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The Supreme Court decision to overturn Roe v. Wade—effectively reversing the landmark 1973 decision that made abortion a constitutionally protected right—may set a dangerous precedent for other rights currently protected by the 14th Amendment. That’s what liberal justices Stephen Breyer, Sonia Sotomayor, and Elena Kagan argue in their dissenting opinion.
The court ruled 6-3 in Dobbs v. Jackson Women’s Health Organization, with the majority disavowing both Roe v. Wade and Planned Parenthood v. Casey, a 1992 case that reaffirmed the right to an abortion and established an “undue burden” standard to laws that restrict abortion access.
The majority included justices Samuel Alito and Clarence Thomas, as well as Trump appointees Neil Gorsuch, Brett Kavanaugh, and Amy Coney Barrett. Chief Justice John Roberts concurred in the judgement only.
“No one should be confident that this majority is done with its work. The right Roe and Casey recognized does not stand alone,” the dissenting justices write. “To the contrary, the Court has linked it for decades to other settled freedoms involving bodily integrity, familial relationships, and procreation.”
Those other freedoms grounded in the right to privacy include the ability to purchase and use contraception, as well as the right to same-sex and interracial marriage. “They are all part of the same constitutional fabric, protecting autonomous decision making over the most personal of life decisions,” the opinion continues.
Though the majority argued that rights related to privacy will not be implicated because of Roe and Casey‘s reversals, Chief Justice Roberts wrote in his concurring opinion that the court “should reconsider” past rulings on contraception, same-sex marriage, and interracial marriage.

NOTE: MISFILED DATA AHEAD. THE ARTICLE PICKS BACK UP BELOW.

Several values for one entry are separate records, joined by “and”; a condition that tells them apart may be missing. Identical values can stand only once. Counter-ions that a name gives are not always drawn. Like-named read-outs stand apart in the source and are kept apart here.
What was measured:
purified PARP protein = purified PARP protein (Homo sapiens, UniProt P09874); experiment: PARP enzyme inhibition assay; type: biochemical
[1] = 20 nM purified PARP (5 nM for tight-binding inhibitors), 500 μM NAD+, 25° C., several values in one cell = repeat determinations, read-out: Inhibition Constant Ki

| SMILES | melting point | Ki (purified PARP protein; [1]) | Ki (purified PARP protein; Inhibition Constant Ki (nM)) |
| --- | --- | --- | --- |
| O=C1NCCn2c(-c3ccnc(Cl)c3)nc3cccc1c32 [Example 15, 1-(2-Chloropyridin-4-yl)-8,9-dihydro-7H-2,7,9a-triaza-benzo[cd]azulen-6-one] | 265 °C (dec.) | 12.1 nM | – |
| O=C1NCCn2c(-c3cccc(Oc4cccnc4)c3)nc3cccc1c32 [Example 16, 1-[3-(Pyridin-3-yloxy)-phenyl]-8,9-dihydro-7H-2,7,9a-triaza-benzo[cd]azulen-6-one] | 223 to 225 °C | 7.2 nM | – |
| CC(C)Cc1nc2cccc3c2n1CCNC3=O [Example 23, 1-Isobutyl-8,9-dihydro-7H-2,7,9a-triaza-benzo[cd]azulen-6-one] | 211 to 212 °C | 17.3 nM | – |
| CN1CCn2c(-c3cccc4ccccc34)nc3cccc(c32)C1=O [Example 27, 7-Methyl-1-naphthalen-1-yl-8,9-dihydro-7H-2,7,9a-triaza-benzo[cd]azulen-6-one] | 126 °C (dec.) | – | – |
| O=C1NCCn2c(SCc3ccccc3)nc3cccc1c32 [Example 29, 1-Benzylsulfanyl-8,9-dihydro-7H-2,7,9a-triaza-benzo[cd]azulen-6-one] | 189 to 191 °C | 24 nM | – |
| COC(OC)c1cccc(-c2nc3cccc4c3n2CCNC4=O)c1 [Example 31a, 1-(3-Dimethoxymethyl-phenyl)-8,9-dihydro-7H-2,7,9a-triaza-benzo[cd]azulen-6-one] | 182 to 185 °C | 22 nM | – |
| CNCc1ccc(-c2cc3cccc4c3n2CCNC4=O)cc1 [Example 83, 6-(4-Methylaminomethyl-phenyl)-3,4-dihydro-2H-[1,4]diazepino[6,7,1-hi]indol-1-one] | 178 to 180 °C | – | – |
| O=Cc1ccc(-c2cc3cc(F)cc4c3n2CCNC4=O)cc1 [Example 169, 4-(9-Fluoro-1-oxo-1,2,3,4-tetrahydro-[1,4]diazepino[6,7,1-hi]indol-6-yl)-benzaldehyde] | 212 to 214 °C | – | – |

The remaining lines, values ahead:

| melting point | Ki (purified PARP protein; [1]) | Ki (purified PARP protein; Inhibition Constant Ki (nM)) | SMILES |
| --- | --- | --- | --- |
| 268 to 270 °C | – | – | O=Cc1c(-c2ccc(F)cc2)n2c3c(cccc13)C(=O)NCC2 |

Breyer, Sotomayor, and Kagan heavily criticized the majority’s rationale.
“Not until Roe, the majority argues, did people think abortion fell within the Constitution’s guarantee of liberty. The same could be said, though, of most of the rights the majority claims it is not tampering with,” the opinion reads. “So one of two things must be true. Either the majority does not really believe in its own reasoning. Or if it does, all rights that have no history stretching back to the mid-19th century are insecure. Either the mass of the majority’s opinion is hypocrisy, or additional constitutional rights are under threat. It is one or the other.”
They concluded the opinion, “With sorrow—for this Court, but more, for the many millions of American women who have today lost a fundamental constitutional protection—we dissent.”
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